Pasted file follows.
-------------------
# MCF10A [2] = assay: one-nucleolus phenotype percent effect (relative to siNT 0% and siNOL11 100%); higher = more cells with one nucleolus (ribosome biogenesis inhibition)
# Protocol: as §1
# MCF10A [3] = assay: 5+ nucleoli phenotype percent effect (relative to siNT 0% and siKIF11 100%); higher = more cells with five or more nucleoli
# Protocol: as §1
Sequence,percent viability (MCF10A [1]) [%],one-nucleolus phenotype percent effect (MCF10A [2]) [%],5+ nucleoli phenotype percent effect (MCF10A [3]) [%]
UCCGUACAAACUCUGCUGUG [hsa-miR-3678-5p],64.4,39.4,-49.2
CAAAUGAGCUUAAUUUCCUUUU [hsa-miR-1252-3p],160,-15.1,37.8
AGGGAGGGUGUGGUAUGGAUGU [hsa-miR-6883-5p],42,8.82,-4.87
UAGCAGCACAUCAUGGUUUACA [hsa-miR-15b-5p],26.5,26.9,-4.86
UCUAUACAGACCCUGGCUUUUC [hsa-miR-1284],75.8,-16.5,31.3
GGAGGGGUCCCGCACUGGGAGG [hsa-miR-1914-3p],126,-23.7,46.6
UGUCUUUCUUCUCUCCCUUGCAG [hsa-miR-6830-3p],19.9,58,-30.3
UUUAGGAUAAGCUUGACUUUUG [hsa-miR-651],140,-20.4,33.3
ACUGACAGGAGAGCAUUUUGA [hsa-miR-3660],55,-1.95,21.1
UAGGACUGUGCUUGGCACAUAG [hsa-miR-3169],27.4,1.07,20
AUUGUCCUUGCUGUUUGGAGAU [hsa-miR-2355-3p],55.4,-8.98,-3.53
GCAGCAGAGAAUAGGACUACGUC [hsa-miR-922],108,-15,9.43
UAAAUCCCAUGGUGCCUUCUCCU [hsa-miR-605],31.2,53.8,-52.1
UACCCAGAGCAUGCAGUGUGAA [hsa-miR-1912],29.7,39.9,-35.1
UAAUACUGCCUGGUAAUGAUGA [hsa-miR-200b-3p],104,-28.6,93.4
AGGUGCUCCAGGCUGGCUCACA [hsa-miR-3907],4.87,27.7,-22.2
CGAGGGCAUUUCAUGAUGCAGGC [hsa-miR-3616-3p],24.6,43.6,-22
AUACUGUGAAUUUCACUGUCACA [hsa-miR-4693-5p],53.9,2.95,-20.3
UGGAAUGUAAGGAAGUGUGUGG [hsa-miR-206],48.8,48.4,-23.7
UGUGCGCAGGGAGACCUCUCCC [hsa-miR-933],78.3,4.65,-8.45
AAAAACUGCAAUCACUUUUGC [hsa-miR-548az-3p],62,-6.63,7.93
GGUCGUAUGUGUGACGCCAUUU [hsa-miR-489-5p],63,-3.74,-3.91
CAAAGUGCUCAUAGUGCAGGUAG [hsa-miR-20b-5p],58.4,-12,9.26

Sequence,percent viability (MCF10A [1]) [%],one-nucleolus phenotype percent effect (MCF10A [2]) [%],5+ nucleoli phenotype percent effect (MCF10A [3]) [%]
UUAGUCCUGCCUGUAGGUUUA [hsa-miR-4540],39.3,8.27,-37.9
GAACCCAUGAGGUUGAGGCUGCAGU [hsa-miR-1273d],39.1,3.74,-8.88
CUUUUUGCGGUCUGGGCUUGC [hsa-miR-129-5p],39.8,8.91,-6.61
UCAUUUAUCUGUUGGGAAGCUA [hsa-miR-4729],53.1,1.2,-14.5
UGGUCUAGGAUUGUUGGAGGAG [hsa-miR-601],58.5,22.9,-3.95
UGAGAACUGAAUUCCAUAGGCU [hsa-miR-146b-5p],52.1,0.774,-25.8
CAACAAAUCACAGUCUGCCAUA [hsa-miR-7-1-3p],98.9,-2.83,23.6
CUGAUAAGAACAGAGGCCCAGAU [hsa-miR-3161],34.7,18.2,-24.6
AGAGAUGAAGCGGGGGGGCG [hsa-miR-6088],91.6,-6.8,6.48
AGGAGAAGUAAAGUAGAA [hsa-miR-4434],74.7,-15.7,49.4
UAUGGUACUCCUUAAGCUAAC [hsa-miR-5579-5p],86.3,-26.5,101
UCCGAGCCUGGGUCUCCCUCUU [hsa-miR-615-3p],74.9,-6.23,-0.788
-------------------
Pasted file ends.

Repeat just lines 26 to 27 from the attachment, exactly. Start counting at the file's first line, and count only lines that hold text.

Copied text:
AAAAACUGCAAUCACUUUUGC [hsa-miR-548az-3p],62,-6.63,7.93
GGUCGUAUGUGUGACGCCAUUU [hsa-miR-489-5p],63,-3.74,-3.91